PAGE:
Seaweed My Salty Savy Winter Friend

                                         Wakame flakes, dried. 

                                         Wakame flakes, dried. 

Forging our way through February let us harken back to an earlier post entitled “Defy the Detox” in which I adamantly chose not to succumb to any detox or "lose weight" new year’s resolutions.  Have I succeeded in my non-resolution resolution?   Oh yes!  I've been gluten full, poo-pooing the Paleo diet and trading in my juice fast for a life well lived in seasonal harmony. 

Embracing winter, I focus on the yin, to become more receptive, introspective, and storage oriented.  In my food life this quest takes the form of slow-cooked homemade chicken noodle soup, baked yams with turmeric and curry, roasted purple potatoes, whole grain biscuits, steel cut oatmeal, and breakfasts of sautéed collard greens with eggs.  As a result I have been warm, not cold.  I am full, not hungry.  I am fed, but not stuffed. But a challenge still awaited me.  It came from the sea, washing ashore in the form of seaweed.

Why Seaweed? Why Now?

Salty foods, along with the bitter foods, are best for winter as they promote a sinking, centering quality heightening the capacity for storage.  And seaweed tops the list in suggested healthy salty foods.  If you don't believe me, just Google "seaweed health benefits" and you will find a wealth of information on why you should be eating this stuff.  My own top 5 benefits of seaweed looks like this:

1.     Low in calories and fat.  The seaweed wakame has a pigmentation known as fucoxanthin, which burns fat and aids in insulin resistance.

2.    Great source of calcium, iodine, folate and magnesium. 

3.    Transforms phlegm.  Gross, right?  But if you’re trying to eradicate remnants of a cold or flu, reach for the seaweed. 

4.    Reduces swellings

5.    Benefits the thyroid

Say what you will about Dr. Oz and his media machine, but there is a great summary of the health benefits and suggested serving ideas for seaweed at his website at:  http://www.doctoroz.com/blog/mao-shing-ni-lac-dom-phd/seaweed-miracle-vegetable-sea.  And for a fair and balanced look at seaweed and its health benefits, particularly those substantiated by Western medical world, check out:  http://articles.latimes.com/2012/may/24/health/la-he-seaweed-20120524.  My husband found the following article on the sexual health benefits of seaweed particularly intriguing,  at:  http://www.naturalnews.com/042037_seaweed_sexual_health_natural_medicine.html#ixzz2tEJoB2Nc.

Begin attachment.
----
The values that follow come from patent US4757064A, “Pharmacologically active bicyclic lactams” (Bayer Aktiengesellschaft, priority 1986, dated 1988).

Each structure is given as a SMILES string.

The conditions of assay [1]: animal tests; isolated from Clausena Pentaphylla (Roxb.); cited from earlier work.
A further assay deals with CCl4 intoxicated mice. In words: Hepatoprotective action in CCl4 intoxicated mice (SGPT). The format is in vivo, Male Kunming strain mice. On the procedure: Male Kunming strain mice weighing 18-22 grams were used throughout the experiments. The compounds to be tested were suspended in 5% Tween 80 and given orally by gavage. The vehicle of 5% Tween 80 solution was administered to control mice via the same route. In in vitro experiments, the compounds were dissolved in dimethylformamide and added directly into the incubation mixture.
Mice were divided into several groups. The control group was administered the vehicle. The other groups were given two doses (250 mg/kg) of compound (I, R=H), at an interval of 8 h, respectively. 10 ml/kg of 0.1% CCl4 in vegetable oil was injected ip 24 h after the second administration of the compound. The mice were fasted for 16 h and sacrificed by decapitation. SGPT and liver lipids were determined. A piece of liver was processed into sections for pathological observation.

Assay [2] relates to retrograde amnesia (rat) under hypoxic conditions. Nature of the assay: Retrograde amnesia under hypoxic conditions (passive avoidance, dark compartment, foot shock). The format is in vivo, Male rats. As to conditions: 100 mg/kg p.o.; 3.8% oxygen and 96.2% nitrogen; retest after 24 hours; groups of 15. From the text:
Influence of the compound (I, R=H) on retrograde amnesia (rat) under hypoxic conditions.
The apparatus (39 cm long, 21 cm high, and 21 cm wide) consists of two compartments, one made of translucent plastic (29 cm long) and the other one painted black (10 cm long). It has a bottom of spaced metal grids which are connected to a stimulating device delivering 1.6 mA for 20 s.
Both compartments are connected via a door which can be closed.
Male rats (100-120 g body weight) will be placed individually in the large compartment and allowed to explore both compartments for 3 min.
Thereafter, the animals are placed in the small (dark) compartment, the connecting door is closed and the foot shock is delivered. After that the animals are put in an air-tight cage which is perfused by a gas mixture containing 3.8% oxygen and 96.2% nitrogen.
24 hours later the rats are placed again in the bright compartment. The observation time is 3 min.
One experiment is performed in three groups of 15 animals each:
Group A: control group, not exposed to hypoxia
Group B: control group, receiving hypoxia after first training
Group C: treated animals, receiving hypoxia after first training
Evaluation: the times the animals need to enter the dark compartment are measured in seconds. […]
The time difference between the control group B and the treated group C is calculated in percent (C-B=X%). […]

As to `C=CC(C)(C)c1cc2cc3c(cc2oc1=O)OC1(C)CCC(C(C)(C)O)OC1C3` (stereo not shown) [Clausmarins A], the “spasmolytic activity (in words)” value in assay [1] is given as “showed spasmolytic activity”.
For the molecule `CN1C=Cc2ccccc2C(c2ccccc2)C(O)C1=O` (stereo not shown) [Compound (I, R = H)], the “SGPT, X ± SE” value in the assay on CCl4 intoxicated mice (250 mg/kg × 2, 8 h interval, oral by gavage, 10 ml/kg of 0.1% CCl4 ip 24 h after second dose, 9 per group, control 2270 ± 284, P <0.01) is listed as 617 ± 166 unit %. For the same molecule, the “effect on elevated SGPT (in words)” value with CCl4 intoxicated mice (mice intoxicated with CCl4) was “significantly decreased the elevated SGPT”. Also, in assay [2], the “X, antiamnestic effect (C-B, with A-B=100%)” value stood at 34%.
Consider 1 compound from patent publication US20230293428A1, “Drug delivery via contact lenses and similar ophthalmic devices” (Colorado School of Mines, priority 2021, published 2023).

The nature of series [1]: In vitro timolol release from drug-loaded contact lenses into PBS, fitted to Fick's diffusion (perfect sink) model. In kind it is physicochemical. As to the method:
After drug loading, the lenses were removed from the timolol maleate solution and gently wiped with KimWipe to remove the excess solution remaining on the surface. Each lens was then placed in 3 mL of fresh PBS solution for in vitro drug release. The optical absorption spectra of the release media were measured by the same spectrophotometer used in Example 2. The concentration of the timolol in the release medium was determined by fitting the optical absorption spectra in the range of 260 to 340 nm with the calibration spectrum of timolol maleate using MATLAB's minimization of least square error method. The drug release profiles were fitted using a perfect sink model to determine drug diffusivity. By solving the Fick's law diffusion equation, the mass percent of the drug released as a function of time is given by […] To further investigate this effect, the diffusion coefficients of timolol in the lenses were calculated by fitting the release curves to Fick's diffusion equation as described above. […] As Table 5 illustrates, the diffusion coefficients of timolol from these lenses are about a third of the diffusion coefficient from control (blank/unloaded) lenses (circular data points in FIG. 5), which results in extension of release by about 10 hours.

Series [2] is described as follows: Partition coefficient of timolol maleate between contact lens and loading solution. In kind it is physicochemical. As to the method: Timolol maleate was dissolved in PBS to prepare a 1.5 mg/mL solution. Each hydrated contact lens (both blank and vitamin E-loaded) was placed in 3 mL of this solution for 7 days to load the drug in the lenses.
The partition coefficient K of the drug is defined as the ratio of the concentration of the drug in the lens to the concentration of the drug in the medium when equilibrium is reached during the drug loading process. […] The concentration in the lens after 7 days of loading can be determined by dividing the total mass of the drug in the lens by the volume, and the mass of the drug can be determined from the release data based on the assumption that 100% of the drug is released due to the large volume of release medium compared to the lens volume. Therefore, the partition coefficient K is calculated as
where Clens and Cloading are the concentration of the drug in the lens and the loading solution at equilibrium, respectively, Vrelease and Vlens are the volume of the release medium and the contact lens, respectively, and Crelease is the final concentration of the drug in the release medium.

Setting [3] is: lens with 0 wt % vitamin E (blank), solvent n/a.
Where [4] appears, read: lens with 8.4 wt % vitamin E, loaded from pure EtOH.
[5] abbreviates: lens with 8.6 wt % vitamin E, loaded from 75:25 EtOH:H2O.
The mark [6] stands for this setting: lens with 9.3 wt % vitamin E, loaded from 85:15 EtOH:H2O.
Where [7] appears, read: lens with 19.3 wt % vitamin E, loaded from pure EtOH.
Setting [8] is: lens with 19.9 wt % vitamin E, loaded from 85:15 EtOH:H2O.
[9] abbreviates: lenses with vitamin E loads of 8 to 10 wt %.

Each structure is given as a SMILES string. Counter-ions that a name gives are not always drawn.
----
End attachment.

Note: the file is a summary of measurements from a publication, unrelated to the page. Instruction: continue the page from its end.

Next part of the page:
There you have it.  Time to eat some seaweed.  But how?

Seaweed Kitchen Adventures

I often start my cooking adventures with a peek inside the produce box, using what eroots has to offer.  This week’s gifts came in the form of shitake mushrooms, sweet potatoes, and mustard greens.  A good aspirational start, I thought.  From this beginning came the following recipe. 

Salty Seaweed Soup for Health and Healing

Ingredients

Sweet potato, cut into chunks, about half of a big potato

Fresh ginger, grated, about 2-3 teaspoons

Garlic – two cloves chopped

Shiitake mushrooms – 2-3 tops, stems discarded

Seaweed – about 2-3 tablespoons, maybe more if you like

Vegetable stock – 2-3 cups

 

Guidance

First I soak the seaweed and mushrooms together in warm water for 10 minutes, like this:

photo(11).JPG

Then I take out the mushrooms, cut off the stems, and slice lengthwise.  Don't dump out the seaweed and water.  Save it for later. 

Then I place what was left of the water and seaweed into a soup pot, throw in the rest of the ingredients, add enough vegetable stock to cover it all and simmered on low heat until the potatoes were cooked.  If you leave it to sit for a while the seaweed will help thicken the broth.   And it turns out like this:

IMG_2506.JPG

 

What's In It For You

Garlic helps fight infection and boost your immune system, ginger supports healthy digestion, and seaweed cleanses. Shiitake mushrooms contain coumarin, polysaccharides and sterols, as well as vitamins and minerals which will also increase immune function.  Sweet potato adds a different texture and contains a lot of Vitamin C to help ward off cold and flu viruses.  Simmer it all together into soup and you have some great flavor and taste, perfect for a winter night. 

What about the mustard greens? 

Well, I forgot to add them. Oops.  I guess I have tomorrow's breakfast, sauteed mustard greens and eggs.